American Portraits

The Pilgrims’ Courageous Journey

In this lesson, students will learn about the journey the Pilgrims took before landing at Plymouth Rock and settling in the New World. They will learn about the numerous setbacks they had to overcome in their journey and come to understand the courage often required to accomplish one’s purpose.

Founding Principles

Freedom of Religion image

Freedom of Religion

The freedom to exercise one's own religious beliefs without interference from the government is essential to the existence of a free society.

Narrative

In 1620, the Pilgrims undertook an arduous voyage across the Atlantic to North America. The settlers had to overcome uncertainty, disease, hunger, cold, and apprehension. The story of the Pilgrims is truly one of determination and courage….

Narrative PDF

Compelling Question

How does having the courage to persevere in the face of hardship help us fulfill our purpose?

Virtue Defined

Courage is the capacity to overcome fear in order to do good.

Lesson Overview

In this lesson, students will learn about the journey the Pilgrims took before landing at Plymouth Rock and settling in the New World. They will learn about the numerous setbacks they had to overcome in their journey and come to understand the courage often required to accomplish one’s purpose.

Objectives

  • Students will analyze the courage displayed by the Pilgrims in making their journey across the Atlantic.
  • Students will understand how they can be courageous in their own lives.
  • Students will apply their knowledge of courage in their own lives.

Background

The story of the Pilgrims began in the rural Nottingham-Yorkshire region of England. It was there that a small congregation of the Church of England gathered. These men and women believed that the Church of England had lost its way and was no longer worshiping God as it should. They made up a growing group known as the Puritans, who believed the Church of England was too corrupt to reform. Instead, the Puritans wished to create an entirely new, pure church. Over previous decades, pressure had been building upon groups like the Puritans. The English government saw these religious dissenters as a threat to the fabric of English society.

In 1607, the Bishop of York became aware of the Puritan meetings and began to crack down on them. The congregation knew they could no longer exercise their faith in England. They had to leave the world they knew for one that provided at least the potential of freedom.

The congregation decided to flee to Holland, which was not an easy decision. In the age before reliable and quick transportation, most rural peoples never traveled more than a few miles from their home in their lifetimes. The world beyond their villages and counties was utterly foreign to them. Additionally, the English government would not allow anyone to leave without permission. The congregation fled in secrecy.

When they arrived in Holland, they were greeted by a strange place that differed in culture and size from their home villages. They settled in the city of Leiden, which was home to tens of thousands of people. The busy commercial city was distinctly opposite to the slow-paced and seasonal life the English farmers had grown up in. It was not long before the culture and character of the city began to separate the Pilgrims from the agrarian English values and heritage they prized. Additionally, the English government continued to monitor their activity with the help of Holland’s officials. The Puritans knew they could not stay.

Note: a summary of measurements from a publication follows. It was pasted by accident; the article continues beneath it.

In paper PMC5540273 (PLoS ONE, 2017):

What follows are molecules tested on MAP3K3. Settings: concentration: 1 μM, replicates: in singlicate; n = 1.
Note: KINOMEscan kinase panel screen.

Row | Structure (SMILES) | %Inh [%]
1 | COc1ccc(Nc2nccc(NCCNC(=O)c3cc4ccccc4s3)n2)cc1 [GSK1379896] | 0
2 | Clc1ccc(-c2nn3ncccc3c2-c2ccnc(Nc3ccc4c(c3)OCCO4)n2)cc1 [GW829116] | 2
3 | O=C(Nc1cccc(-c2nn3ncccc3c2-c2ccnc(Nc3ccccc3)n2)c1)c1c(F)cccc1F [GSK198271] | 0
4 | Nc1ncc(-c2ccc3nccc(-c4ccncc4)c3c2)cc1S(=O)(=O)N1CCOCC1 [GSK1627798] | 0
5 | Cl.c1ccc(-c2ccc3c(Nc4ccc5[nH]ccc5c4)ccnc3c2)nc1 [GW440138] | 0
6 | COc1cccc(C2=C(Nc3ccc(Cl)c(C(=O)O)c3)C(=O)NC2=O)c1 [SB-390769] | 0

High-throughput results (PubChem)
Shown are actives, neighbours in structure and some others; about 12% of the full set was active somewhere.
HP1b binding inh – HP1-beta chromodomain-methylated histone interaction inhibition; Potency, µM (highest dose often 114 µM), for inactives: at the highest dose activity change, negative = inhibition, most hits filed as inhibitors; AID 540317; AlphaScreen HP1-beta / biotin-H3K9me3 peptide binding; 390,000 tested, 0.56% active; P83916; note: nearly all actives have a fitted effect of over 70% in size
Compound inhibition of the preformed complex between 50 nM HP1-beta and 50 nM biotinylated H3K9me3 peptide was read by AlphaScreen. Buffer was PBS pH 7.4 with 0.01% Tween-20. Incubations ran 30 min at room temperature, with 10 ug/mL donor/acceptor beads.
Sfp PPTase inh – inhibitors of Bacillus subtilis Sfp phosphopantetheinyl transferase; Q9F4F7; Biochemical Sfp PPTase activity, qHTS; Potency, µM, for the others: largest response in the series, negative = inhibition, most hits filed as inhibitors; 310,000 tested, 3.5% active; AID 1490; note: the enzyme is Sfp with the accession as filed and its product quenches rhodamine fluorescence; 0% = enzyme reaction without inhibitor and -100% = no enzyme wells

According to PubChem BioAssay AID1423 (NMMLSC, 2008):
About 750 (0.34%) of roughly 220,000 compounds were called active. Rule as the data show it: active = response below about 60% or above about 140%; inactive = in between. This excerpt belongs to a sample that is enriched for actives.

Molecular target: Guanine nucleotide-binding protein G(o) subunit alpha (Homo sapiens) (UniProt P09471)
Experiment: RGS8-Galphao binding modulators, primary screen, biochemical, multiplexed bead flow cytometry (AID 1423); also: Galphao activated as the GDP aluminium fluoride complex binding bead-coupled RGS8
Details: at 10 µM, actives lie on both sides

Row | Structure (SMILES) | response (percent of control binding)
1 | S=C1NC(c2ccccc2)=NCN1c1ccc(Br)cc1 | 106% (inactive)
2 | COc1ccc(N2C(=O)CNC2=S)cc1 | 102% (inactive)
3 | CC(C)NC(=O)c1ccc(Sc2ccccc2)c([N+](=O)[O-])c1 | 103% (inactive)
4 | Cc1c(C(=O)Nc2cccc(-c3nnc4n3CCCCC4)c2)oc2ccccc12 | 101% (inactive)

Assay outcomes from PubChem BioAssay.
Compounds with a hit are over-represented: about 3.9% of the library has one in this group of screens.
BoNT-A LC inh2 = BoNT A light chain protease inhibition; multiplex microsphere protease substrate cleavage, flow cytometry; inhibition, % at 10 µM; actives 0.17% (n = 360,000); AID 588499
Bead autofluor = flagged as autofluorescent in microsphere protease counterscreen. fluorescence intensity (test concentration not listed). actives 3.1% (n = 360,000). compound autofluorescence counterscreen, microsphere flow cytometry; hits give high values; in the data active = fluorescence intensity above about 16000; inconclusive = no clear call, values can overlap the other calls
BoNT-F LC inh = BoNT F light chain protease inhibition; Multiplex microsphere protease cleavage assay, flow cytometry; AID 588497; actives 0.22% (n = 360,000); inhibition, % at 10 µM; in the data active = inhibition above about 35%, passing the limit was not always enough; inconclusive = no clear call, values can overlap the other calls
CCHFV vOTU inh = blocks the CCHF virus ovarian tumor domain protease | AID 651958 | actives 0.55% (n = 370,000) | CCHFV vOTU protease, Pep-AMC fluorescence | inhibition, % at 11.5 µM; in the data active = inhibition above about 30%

Where could they go and still maintain their heritage and lifestyle? Continued religious and political unrest on the continent of Europe meant moving further inland was not an option. They looked west, to a new and unknown world.

Vocabulary

  • Rural
  • Holland
  • Agrarian
  • Puritan
  • Turbulent
  • Joint-stock company
  • Congregation
  • Rendezvoused
  • Plodded
  • Gale
  • Covenant
  • Deprived

Introduce Text

Have students read the background and narrative, keeping the Compelling Question in mind as they read. Then have them answer the remaining questions below.

For more robust lesson treatment, check out our partners at the Character Formation Project

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Questions

Walk-In-The-Shoes Questions
As you read, imagine you are the protagonist.

  • What challenges are you facing?
  • What fears or concerns might you have?
  • What may prevent you from acting in the way you ought?

Observation Questions

  • Who were the Pilgrims?
  • Why were they willing to risk the voyage to the new world?
  • What does the Pilgrims’ courage say about their identity as a community?

Discussion Questions
Discuss the following questions with your students.

  • What is the historical context of the narrative?
  • What historical circumstances presented a challenge to the protagonist?
  • How and why did the individual exhibit a moral and/or civic virtue in facing and overcoming the challenge?
  • How did the exercise of the virtue benefit civil society?
  • How might exercise of the virtue benefit the protagonist?
  • What might the exercise of the virtue cost the protagonist?
  • Would you react the same under similar circumstances? Why or why not?
  • How can you act similarly in your own life? What obstacles must you overcome in order to do so?

Additional Resources

  • Philbrick, Nathaniel. Mayflower: A Story of Courage, Community, and War. New York: Penguin, 2006.

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